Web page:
European and Chinese Gardens
KES 02 - 24 - 2010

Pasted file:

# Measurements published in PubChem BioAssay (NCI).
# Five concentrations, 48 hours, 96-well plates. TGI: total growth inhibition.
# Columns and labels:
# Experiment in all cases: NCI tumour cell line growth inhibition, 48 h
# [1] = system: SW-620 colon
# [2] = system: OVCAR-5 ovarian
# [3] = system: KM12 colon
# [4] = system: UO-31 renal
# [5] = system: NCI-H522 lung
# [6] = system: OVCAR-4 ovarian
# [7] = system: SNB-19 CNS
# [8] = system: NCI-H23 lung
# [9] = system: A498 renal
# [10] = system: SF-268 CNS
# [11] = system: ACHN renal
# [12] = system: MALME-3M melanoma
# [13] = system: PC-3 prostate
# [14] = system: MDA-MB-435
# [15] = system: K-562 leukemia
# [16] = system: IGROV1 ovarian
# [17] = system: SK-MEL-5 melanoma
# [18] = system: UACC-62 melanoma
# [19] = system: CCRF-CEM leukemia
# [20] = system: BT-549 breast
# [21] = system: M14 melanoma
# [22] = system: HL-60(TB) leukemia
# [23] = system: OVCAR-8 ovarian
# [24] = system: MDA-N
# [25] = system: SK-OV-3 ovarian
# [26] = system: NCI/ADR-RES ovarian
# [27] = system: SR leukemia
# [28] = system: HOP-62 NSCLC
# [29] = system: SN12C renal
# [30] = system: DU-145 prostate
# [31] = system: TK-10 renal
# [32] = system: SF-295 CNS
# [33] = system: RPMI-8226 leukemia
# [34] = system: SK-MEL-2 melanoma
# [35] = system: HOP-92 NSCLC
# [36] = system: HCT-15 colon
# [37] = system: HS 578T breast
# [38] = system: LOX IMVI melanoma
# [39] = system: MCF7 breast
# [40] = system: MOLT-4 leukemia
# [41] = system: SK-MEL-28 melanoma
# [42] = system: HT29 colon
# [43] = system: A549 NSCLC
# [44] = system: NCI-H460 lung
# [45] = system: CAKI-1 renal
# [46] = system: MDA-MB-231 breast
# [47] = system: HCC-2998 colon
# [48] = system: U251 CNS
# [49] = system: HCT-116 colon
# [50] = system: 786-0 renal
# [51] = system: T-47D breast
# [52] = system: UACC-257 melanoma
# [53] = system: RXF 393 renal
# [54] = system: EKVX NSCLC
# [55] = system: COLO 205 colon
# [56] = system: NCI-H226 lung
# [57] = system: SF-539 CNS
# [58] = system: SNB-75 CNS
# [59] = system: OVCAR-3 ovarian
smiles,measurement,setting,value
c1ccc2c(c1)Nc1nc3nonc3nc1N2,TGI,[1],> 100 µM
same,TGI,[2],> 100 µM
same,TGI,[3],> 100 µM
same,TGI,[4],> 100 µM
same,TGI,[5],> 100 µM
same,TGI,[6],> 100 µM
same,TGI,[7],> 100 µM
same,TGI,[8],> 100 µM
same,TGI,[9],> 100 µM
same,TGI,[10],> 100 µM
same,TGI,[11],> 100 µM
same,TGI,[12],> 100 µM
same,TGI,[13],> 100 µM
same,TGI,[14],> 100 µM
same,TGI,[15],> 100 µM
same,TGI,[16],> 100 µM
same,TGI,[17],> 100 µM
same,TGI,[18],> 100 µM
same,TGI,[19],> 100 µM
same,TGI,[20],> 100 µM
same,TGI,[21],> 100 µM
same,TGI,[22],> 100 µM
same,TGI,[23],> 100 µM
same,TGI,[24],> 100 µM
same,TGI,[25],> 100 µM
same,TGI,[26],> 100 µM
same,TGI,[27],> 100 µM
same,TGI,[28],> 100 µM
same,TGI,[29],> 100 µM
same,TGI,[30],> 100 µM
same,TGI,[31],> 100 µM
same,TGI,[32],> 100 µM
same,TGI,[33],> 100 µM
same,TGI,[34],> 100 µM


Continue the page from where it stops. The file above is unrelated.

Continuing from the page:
While in Europe, we experienced a series of many gardens. All had common characteristics and design aspects popular to that specific area. As we have now also toured a few gardens in China, I have analyzed and noted many differences between the two cultures. The Boboli Garden in Florence, Italy (shown in the top of image 002) was one of the larger and more focused gardens of our European garden experience. It was a very large, open space that allowed for easy circulation through very wide pathways. Hedges, trees, and stone walls acted as partition pieces to divide the spaces and direct you on your path. It was very easy to separate yourself from the rest of the visitors and enjoy a relaxing walk. There were hardly any buildings, but sculptures and water features that created focal points throughout the garden. It overlooks the Tuscan hills and the rest of Florence, using height in elevation as a positive design aspect. The circulation is designed to create many decision points along your journey so that you can guide yourself, rather than be guided by one single path. We also visited the Lingering Garden in Suzhou, China (sketched in image 001 and shown in the bottom of image 002). The Chinese gardens have many distinct aspects that differentiate it from those that we explored in Europe. They are much more compact, first of all, and circulation is a little more difficult. Pathways are smaller and more directional through a series of hallways, bridges, interior spaces, and balconies. The built environment is more evident in this setting, in that, all of the gardens were centralized in courtyard-type spaces. Small bodies of water act as the main focus points of the garden, at which, most people tend to gather. Layers of rocks along the water create a very dynamic atmosphere with many different sitting areas. It is almost as if you are rock climbing at times. While in the Chinese gardens I could definitely determine where I was based on the cultural-specific additions. The designs of their rooftops are distinguishable, along with the hanging red lamps, dragons, and other Chinese sculptures. Their space is designed much more based on culture than the Boboli Garden, I would say. Being two completely different cultures, it is easy to notice the many different characteristics between the two types of design. Both have their own positive and negative aspects that relate specifically to their culture. By analyzing these popular spaces, it is easier to understand cultural aspects of each country and the people that inhabit them. S

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